Digital Identity: Global Roundup

Digital identity news from around the world

Posted 22 May 2023 by Christine Horton

North America

North America digital identity solutions market is projected to grow by 15.7 percent annually, reaching $39,563 million by 2032, according to new research from Report Ocean. This is owing to rising identity and authentication frauds, digitisation trend with increased integration of biometrics in smartphones, and increased focus on enhanced end-to-end customer experience.


Security experts have expressed concerns over the proposed revision of Article 45.2 of the eIDAS regulation by the European Union (EU), citing potential risks to web authentication and encryption standards. A new report, produced by the Economist Impact Studios for Mozilla and the #SecurityRiskAhead campaign, includes findings from global experts from both industry and civil society.

The report claims that Article 45.2 could weaken cybersecurity for web users, leaving them vulnerable to state surveillance and targeted interception of internet traffic. The law could effectively bypass existing security checks as browsers would be mandated to support EU-designed Qualified Web Authentication Certificates (QWACs). QWACs are not available for free and have weaker security properties than the most commonly-used certificates by browsers.

Joseph Lorenzo Hall, SVP for Strong Internet at the Internet Society said by putting it into legislation, the proposed revision does not take into account the dynamic nature of security threats. “By bolting an exception mechanism on for EU government trusted entities, browsers will be forbidden, for example, from revoking trust for certain things. This means that you could have a group of websites online that are being spoofed or being eavesdropped upon by some compromised EU-anointed authority. And we are handcuffed and cannot do things that we would normally do very quickly to protect the people of the internet.”


Age verification for adult websites may incorporate the rollout of government ID, Australia’s communications minister, Michelle Rowland, has said.

In March, the eSafety commissioner, Julie Inman Grant, delivered a long-awaited report outlining a potential roadmap for verifying that Australian users visiting websites hosting pornography and other adult content are over 18 years old. The roadmap has yet to be released.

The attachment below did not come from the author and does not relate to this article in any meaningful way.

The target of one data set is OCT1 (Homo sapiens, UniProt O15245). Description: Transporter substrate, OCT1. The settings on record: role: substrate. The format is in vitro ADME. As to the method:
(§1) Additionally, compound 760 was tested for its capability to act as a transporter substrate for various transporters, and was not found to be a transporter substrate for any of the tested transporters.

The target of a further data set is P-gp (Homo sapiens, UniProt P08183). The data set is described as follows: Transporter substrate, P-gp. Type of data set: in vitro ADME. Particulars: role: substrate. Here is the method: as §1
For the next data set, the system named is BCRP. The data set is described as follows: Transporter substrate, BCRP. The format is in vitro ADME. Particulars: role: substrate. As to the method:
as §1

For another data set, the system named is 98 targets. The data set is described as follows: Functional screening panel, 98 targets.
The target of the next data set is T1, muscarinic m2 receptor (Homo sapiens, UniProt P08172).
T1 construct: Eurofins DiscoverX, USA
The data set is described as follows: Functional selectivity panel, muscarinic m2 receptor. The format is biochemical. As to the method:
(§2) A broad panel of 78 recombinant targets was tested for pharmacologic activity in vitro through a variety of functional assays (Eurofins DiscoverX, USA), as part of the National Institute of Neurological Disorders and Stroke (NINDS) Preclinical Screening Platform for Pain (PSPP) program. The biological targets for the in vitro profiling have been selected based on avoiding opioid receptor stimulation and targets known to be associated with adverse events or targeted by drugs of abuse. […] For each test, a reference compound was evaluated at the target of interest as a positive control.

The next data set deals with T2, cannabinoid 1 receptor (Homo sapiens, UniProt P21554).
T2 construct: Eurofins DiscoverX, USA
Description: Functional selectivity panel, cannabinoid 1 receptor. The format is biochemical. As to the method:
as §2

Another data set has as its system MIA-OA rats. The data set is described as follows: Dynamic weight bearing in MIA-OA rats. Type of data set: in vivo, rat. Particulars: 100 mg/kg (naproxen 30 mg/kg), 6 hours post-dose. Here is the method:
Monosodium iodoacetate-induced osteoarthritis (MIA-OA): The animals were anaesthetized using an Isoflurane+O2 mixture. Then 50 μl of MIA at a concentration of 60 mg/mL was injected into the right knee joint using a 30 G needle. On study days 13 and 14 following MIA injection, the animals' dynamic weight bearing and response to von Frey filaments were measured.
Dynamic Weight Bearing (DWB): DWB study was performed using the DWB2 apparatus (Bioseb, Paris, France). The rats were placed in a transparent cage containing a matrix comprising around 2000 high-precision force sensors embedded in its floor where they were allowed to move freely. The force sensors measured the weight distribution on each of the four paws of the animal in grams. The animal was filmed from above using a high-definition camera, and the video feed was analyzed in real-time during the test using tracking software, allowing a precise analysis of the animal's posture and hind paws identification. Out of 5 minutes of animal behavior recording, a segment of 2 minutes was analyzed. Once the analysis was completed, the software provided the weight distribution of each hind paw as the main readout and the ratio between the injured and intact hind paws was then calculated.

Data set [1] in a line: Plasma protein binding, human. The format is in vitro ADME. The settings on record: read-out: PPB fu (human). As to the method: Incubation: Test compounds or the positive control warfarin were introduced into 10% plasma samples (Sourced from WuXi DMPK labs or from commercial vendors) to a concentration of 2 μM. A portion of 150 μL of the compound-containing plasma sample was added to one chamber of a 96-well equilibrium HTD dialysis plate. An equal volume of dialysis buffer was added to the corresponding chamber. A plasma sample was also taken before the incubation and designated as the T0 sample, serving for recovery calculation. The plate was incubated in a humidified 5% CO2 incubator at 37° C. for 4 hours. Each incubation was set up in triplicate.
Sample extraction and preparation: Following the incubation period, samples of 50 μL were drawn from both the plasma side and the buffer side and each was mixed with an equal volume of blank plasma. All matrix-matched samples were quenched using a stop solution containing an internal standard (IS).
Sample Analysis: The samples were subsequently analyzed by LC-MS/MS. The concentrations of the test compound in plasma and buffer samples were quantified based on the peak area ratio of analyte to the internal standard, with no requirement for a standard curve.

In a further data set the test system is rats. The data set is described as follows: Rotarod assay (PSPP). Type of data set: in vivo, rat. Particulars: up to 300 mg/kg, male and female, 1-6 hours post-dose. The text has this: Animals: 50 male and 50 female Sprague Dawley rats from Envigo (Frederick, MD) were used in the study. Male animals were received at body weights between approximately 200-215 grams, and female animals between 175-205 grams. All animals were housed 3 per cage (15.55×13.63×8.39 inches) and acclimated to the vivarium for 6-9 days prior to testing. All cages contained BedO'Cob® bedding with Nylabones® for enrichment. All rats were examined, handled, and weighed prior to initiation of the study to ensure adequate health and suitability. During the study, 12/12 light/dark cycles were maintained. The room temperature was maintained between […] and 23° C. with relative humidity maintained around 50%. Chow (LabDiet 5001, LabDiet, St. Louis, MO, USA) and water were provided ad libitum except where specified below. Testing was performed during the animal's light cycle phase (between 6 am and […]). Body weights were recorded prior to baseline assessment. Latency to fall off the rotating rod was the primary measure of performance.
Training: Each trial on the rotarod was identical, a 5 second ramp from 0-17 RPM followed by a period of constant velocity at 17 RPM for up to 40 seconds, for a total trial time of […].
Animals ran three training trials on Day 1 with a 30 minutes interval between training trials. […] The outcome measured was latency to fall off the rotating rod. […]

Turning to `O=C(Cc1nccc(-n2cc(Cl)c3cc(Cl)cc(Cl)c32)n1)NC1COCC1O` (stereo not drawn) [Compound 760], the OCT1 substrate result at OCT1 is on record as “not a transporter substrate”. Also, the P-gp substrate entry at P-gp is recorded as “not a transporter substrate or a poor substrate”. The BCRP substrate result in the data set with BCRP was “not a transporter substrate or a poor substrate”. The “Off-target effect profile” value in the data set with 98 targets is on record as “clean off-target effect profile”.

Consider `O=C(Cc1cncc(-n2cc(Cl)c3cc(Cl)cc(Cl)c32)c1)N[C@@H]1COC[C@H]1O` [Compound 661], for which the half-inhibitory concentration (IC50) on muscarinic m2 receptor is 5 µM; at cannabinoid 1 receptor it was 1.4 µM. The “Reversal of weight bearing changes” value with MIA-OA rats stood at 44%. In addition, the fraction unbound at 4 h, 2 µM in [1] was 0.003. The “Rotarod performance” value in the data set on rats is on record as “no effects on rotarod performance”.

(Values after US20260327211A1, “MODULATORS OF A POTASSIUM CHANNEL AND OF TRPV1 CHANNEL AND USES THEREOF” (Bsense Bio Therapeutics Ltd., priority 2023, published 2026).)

Rowland said the government would release the report in the “near future”, but would first need to determine how the government response might cover other reforms, including changes to the Privacy Act and the rollout of government digital ID.

United Kingdom

The Home Office has formally delayed the delivery date of a national biometric system meant to span the country’s immigration, policing, and criminal justice systems. Work on the Home Office Biometrics project had got underway in April of 2014, and its estimated completion date has now been moved from September 30 of 2024 to March 31 of 2025. Fujitsu had been awarded a five-year contract to provide biometric matching technology in 2018, but is now expected to be replaced with another vendor by the Home Office after the project’s delays.


The Italian government has allocated €40 million to resolving a dispute involving the nation’s two digital identification programmes, the SPID and the CIE.

SPID, or the public system for digital ID, is used by citizens to log in for online government services and managed by private companies, some of which charge for ID activation.

The agreement giving life to the SPID ended last year but had its contract with the government extended. The money would keep the SPID program functioning, says Biometric Update.

CIE stands for electronic ID card, Italy’s official digital and physical ID, which costs €16.79. The Italian government wants to fold the SPID program into CIE, which, as a state ID programme, is controlled by Rome.

According to a Wired Italy article, an agreement has yet to be finalised, but the money has made it more likely.


The Namibia Financial Institutions Supervisory Authority (NAMFISA) has signed a partnership agreement with Nigeria-based digital identity and selfie biometrics provider Prembly to set up a regulatory sandbox that will enhance digital innovation for tech startups.

Under the deal, the partners will maximise all opportunities to help drive innovation by building “an inclusive and interoperable digital ID framework for Namibia favourable for advancing its digital economy pursuits.”